(SportsRadio 610) -- Texans chairman and CEO Cal McNair reinforced a claim by Bill O'Brien that the team could not afford to keep wide receiver DeAndre Hopkins this past offseason.
McNair spoke publicly Wednesday for the first time since firing O'Brien as the head coach and general manager earlier in the week.
The most polarizing move O'Brien made in his time doubling up as coach and GM was the decision to trade Hopkins, which was backed by McNair and involved now interim general manager Jack Easterby.
McNair defended the decision Wednesday, saying it was too cost prohibitive to keep Hopkins with contract extensions to left tackle Laremy Tunsil and quarterback Deshaun Watson.
"We would've loved to have Hopkins on our team but when you have a franchise left tackle, which we re-did his contract, which by the way, he's playing at a top five level right now," McNair said on SportsRadio 610. "The franchise left tackle is a huge piece of the puzzle. We have a franchise quarterback which is what we've been looking for, for years, and what every team is looking for and trying to get. And we have them. And we have a very firm belief that Deshaun Watson is our guy. So we had those two major contracts. As you look across the league, we are paying more than anyone and it's not really very close on our roster.
"So when Hopkins wanted to re-do his contract, it just wasn't something we could do. We did trade him, we moved him. We moved him to a team that had the salary cap room to extend. We moved him to a team that I know the owners. It's a great ownership. We moved him to a team that has an exciting and fun offense. I think we did a good job placing him in a good place. He's a talented, talented guy. We would love to have him but it wasn't goin to fit financially with all the constraints that we have in operating ... under the salary cap. It just wasn't possible to do at this time."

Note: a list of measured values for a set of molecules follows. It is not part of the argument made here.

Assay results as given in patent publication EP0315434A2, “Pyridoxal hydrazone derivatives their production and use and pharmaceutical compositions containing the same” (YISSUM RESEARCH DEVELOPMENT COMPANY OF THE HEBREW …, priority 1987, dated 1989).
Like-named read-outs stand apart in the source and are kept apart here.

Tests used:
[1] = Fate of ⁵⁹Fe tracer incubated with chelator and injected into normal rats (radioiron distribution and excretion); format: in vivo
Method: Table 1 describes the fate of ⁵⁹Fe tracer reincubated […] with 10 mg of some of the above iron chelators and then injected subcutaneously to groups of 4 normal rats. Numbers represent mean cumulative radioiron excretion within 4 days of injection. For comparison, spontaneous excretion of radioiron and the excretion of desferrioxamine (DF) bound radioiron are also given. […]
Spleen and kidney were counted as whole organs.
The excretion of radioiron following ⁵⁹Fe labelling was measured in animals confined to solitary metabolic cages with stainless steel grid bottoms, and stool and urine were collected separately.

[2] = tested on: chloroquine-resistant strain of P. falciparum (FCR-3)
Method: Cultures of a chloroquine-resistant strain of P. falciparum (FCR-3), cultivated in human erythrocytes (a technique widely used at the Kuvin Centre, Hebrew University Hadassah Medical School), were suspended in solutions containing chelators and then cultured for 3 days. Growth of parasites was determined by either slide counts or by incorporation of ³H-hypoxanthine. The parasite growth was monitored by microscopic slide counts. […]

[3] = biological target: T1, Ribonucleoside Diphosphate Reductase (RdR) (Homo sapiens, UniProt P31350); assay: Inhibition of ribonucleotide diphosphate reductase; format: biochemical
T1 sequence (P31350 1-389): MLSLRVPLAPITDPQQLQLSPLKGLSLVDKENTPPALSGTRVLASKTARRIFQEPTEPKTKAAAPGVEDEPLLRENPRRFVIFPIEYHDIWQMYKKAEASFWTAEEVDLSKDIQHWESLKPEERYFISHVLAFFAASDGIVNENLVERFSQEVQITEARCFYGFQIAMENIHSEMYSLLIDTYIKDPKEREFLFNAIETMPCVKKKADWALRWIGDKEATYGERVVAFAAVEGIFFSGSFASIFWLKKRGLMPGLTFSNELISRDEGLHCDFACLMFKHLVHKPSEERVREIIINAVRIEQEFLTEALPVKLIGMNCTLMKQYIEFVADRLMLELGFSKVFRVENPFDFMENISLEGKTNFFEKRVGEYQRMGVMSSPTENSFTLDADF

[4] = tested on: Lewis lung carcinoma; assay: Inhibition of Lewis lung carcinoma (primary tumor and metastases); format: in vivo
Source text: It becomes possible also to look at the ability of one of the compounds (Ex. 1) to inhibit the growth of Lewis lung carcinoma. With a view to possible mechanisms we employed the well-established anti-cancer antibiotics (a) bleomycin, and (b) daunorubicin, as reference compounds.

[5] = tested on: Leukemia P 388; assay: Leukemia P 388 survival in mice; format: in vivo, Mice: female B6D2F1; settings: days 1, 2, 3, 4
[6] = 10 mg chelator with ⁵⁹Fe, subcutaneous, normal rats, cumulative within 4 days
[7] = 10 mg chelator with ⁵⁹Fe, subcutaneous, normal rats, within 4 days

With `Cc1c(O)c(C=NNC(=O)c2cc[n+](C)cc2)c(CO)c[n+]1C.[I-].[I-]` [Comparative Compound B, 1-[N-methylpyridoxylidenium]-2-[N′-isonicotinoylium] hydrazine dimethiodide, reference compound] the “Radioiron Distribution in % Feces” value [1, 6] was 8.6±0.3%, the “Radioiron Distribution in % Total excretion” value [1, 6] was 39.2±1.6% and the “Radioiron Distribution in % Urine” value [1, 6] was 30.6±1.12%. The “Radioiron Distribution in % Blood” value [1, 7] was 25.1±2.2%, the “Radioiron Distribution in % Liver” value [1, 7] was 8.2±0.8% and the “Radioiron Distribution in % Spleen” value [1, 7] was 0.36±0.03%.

Hopkins had three years, $40 million left on his contract, but none of the money was guaranteed.
All parties involved agree Hopkins had long outperformed his contract, though it's debatable whether that means it was imperative either give him a raise or a trade.
Hopkins was traded to the Arizona Cardinals for running back David Johnson, a second round pick the Texans used on defensive lineman Ross Blacklock, and a future fourth-round swap. He signed an extension with the Cardinals worth $42.75 million guaranteed.
Hopkins responded to a tweet by SportsRadio 610 saying he never asked for a new deal, rather "a little raise" and added he's happy in Arizona.
Tunsil, for whom the Texans traded two first-round picks, signed a three-year, $66 million with $50 million guaranteed.
Watson signed a four-year extension worth up to $156 million with $110 million in guarantees.
The Texans have the highest payroll in the NFL this season spending over $248 million.